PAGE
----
Differentiating Yourself

Involvement outside the classroom and the cockpit

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As we discussed last month, the initial application for a position in the aviation industry is a crucial part of the hiring process. It represents the first opportunity to introduce yourself and your qualifications to a company with the goal to convince a recruiter that you will make a great addition to their company. In an attempt to put your best foot forward and accurately portray what makes you the best candidate, it is helpful to take a methodical approach when completing an application to provide all relevant details highlighting your past experiences. 

When approaching any given section of an application, it is important to take a moment and consider the purpose behind the request for specific information. In an era when companies receive significantly more applications than there are available positions, it is a waste of both the company’s and applicant’s time to request superfluous information. To an applicant this means that all information submitted is important and will factor into the evaluation of one’s overall application. Avoid the urge to enter information haphazardly simply to complete the section, but instead think about why the company is asking for the information and how you can best provide it in a way that underscores your qualifications. 

When asked about extracurricular activities and those outside of work, it is not the time to become shy about your involvement. A company wants to get an understanding of who you are, generally starting with your high school years and moving forward to today. To help them accurately appreciate you through your background, be sure to provide insight into your activities throughout your educational years and adult life. A demonstrated history of involvement allows a recruiter to see what you have done that is beyond the scope of what is required. Include all activities from school organizations to volunteer work, to leadership roles within professional memberships as they help explain the experiences that have shaped you into the person you are today. Do not refrain from including activities that you consider irrelevant either. Involvement in activities completely outside of aviation show that you have a well-rounded background and should certainly be included in an application. As the old saying goes, “Actions speak louder than words,” and I believe that applies to this portion of any application. Anyone can say that they have leadership skills but backing that up with a specific example of a leadership position held goes much further in the eyes of a recruiter.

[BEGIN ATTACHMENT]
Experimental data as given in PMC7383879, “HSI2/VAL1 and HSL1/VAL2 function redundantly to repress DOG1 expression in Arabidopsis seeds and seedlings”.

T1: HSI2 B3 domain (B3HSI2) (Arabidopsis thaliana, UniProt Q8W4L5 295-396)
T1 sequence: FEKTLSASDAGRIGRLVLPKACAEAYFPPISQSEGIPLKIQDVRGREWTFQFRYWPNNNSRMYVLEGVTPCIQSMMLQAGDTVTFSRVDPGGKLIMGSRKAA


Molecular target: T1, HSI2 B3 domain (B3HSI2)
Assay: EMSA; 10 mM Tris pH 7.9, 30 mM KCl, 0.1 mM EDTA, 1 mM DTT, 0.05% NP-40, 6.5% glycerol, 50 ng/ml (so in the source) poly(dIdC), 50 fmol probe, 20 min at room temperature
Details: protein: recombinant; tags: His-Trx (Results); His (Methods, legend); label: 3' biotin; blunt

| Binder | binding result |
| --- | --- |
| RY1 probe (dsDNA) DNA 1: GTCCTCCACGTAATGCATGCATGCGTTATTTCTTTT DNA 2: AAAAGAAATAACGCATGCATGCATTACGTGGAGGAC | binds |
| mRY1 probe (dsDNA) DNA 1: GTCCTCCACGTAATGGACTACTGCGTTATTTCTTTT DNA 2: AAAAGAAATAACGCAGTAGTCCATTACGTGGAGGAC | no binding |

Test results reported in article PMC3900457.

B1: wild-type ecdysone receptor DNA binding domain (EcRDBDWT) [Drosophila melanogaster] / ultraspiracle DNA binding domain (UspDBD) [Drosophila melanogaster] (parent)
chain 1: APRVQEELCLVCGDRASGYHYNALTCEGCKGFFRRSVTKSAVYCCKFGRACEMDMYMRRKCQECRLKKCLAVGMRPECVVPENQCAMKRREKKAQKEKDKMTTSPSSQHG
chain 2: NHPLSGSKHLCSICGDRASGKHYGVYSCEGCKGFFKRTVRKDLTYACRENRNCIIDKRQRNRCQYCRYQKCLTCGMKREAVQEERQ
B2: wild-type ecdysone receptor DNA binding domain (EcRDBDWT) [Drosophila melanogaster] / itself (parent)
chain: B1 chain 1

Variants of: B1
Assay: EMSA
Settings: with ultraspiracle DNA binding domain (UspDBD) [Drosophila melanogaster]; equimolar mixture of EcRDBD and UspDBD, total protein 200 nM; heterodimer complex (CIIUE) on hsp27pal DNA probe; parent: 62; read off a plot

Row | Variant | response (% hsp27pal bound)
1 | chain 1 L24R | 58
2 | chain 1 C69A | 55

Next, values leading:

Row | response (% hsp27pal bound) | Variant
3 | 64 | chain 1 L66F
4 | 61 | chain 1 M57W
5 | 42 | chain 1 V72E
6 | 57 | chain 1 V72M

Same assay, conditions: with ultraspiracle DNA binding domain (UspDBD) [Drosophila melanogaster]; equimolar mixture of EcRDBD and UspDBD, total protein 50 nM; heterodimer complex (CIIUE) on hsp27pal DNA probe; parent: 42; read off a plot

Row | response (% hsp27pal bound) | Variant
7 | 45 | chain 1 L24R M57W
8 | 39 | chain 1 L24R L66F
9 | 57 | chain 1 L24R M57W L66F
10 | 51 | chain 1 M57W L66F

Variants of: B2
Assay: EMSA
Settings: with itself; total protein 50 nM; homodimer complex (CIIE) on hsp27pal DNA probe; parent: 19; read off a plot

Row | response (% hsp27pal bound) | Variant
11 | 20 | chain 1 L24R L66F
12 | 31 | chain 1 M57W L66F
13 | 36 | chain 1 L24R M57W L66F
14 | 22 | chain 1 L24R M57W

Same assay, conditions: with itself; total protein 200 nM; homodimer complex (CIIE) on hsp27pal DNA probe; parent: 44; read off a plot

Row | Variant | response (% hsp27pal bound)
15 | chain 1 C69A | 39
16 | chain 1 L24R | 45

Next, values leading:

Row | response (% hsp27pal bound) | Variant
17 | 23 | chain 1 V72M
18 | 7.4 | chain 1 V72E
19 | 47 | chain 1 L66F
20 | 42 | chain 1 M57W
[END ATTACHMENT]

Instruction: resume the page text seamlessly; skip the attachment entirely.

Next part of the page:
Applications, just like the individual filling them out, are all different. It would be impossible to discuss every possible activity that may be included in an application. On a similar note, it is important to remember that an application is reviewed in its entirety and no applicant is judged on just one section. Perhaps you worked while in school and did not have time for extracurricular activities. Or maybe there simply weren’t any activities that piqued your interests. Don’t fret if you do not have many activities in this section for there are plenty of other areas where you can demonstrate your qualifications and abilities.

For those who may not yet be looking for a position in the industry, it is time to think through your experiences thus far and create a list of your extracurricular activities. Similar to tabbing checkrides in a logbook, once this task is done it never needs to be completed again. Having this list handy will save you time during the application process and will ensure that you do not forget any of the activities in which you participated, even several years back. It is also never too late to become more involved on a professional, local, or educational level. Involvement in activities or organizations outside of your work or classroom will accomplish much more than fill spaces on an application. They will also provide for your personal and professional development. 

SOURCEAero Crew News, November 2021
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Justin Abrams is a first officer for a major US airline. He earned a Bachelor of Science degree in Aviation with a minor in Security and Intelligence from the Ohio State University in 2015. In addition to his studies, Justin was involved in general aviation safety research and numerous student organizations. Before joining the airlines, he gained experience as a flight instructor and as a pilot for a Part 135 company. He holds CL-65 and A-320 type ratings. Throughout his career he has served as a pilot recruiter and interviewer, a New Hire Pilot Mentor, and as a volunteer for two ALPA committees.

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